## Introduction

The ability to coherently control and switch the magnetism in a system plays a central role for building next-generation electronic devices including, for example, magnetic memories and integrated circuits that rely on nonvolatile information encoded in the direction of magnetization. Current technologies generally manipulate magnetism through methods involving magnetic fields or spin-polarized currents, such as spin-transfer torque (STT)1,2. Although the past decade has witnessed a remarkable development in the field of STT-based spintronic devices3, switching the magnetism through nonmagnetic means, such as electric fields, continues to be of high interest to significantly reduce the required switching power4. Manipulating the magnetism, or overall spin, of a system with an electric field requires strong coupling between magnetic and electric properties and has been experimentally achieved recently in various materials including piezoelectric/multiferroic materials5, ferromagnetic semiconductors6, and van der Waals magnets7.

Current nonmagnetic spin switching devices are generally not spin-orientation selective; the spin switching can occur for both spin orientations (↑ to ↓ and ↓ to ↑) and is insensitive to the orientation of external nonmagnetic potentials. Here, we introduce the concept of unidirectionality8,9,10 to spintronic devices and propose a nonmagnetic one-way spin switch, whose basic concept is illustrated in Fig. 1a, b. When a nonmagnetic control pulse interacts from the left (right), the spin orientation can be switched only from ↑ to ↓ (↓ to ↑), while the reversed process is forbidden. Such a unique unidirectionality of a spin switch may greatly enhance our ability to manipulate magnetism for designing and engineering future spintronic devices.

One-way spin switching requires a strong coupling between the direction of motion of the control potential and the spin flip in the device, which may naturally exist in a system with strong spin-orbit (SO) (that is, spin-momentum) coupling. SO coupling plays a crucial role for many condensed matter phenomena and spintronics11. In this context, the experimental realization of SO coupling in ultracold atomic gases12,13,14,15,16,17,18,19,20,21,22,23,24,25,26 provides a highly flexible and disorder-free platform for exploring spin-related quantum matter27,28,29,30 and engineering atom-based spintronic devices31,32. Due to the coupling between momentum and spin, Galilean invariance is broken33,34, indicating that the two opposite momentum directions in 1D SO coupling are no longer equivalent. The breakdown of Galilean invariance has recently been experimentally observed in a SO-coupled Bose–Einstein condensate (BEC) in an optical lattice35.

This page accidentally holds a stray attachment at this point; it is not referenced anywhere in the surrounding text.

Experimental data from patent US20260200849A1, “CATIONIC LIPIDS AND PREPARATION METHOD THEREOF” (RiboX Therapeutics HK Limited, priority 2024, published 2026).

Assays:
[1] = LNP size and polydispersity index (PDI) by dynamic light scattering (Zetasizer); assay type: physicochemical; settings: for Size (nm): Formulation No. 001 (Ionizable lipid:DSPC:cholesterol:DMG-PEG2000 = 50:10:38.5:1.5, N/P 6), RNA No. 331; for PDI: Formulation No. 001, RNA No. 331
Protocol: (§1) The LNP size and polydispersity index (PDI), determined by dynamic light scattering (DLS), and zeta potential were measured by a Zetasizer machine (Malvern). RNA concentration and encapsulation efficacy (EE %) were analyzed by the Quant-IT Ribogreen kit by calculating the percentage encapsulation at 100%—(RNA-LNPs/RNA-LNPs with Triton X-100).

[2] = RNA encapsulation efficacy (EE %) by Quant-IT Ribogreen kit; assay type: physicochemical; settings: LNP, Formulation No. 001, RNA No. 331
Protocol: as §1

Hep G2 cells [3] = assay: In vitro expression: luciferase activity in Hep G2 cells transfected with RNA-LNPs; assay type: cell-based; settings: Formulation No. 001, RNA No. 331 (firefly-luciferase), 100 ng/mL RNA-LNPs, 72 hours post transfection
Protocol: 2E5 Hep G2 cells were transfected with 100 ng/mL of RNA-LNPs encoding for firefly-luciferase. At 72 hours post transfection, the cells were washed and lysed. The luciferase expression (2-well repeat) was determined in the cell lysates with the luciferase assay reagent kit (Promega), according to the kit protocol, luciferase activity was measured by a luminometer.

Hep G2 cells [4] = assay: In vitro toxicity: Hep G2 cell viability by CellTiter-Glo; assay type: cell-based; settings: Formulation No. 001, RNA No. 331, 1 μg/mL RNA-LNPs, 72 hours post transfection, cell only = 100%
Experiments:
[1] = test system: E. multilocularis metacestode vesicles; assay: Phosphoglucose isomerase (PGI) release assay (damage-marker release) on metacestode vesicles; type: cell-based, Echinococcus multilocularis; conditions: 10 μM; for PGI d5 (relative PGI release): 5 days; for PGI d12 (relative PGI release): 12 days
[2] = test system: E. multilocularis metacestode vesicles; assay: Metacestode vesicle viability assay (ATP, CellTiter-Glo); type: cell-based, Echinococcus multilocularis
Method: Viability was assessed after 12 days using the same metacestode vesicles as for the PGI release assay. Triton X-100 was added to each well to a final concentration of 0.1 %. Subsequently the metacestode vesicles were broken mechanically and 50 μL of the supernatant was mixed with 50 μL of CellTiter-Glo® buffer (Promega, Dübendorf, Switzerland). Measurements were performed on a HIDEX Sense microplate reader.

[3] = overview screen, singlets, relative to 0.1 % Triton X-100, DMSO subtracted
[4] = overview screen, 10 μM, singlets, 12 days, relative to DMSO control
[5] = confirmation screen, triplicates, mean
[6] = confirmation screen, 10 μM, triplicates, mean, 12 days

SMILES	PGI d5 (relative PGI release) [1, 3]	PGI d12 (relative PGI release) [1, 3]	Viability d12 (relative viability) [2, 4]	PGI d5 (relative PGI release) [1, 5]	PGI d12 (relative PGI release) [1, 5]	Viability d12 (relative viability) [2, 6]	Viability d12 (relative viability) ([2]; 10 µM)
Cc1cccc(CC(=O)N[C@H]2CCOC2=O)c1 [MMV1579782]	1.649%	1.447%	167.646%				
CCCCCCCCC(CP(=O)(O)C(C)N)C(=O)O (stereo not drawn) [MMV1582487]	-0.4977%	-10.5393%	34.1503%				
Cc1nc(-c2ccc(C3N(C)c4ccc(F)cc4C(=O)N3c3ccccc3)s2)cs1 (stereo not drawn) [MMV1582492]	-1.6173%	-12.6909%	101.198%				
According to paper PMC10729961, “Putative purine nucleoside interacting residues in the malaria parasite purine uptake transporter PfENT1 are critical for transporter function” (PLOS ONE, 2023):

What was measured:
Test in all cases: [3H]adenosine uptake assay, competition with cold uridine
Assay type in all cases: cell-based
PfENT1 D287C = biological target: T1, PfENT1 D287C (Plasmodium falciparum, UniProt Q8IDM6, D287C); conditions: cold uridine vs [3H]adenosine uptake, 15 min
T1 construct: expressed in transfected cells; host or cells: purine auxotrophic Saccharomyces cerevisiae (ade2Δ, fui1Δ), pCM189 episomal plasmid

In this work, we utilize the breakdown of Galilean invariance and experimentally realize the conceived nonmagnetic one-way spin switch using an SO-coupled BEC (representing the device) subjected to a sweeping spin-independent repulsive Gaussian potential (representing the nonmagnetic control signal). The basic concept of such a unidirectional spin switch is illustrated in Fig. 1c, d, where the band dispersions are plotted in the comoving frame of the barrier for positive (Fig. 1c) and negative (Fig. 1d) barrier velocities ($$|v_{\mathrm{b}}|\approx 2\,{\mathrm{mm}}\,{\mathrm{s}}^{-1}$$). The spin switch involves two simultaneous processes: a momentum kick from the moving potential and a two-photon Raman transition induced by two counter-propagating lasers that generate SO coupling in the system. The conservation of energy and momentum in the two combined processes determines the resonant reflection and transmission channels. In the absence of SO coupling, the two spin states are decoupled, resulting only in the spin-preserved transmission channel T (brown square) and reflection channel R (red circle), shown in Fig. 1c. In this notation, we assume that the atoms initially are in the |↑〉 state, and the subscript indicates the majority component of the spin orientation after the barrier sweep. With SO coupling, the reflection channel on the lower SO-coupled band R (orange star) reverses the spin for positive barrier velocities as illustrated in Fig. 1c. This same spin switching channel does not exist for negative barrier velocities as shown in Fig. 1d, yielding unidirectionality in the system. We explore such a unidirectional spin-switch mechanism in detail experimentally and theoretically below and observe that the efficiency of the spin switch strongly depends on the barrier sweeping velocity and mean field interactions present between the atoms in the BEC. We find that the experimental results agree well with numerical simulations based on mean field theory and confirm the intuitive explanation of the spin-switch mechanism given above.

## Results

### Experimental realization of a unidirectional spin switch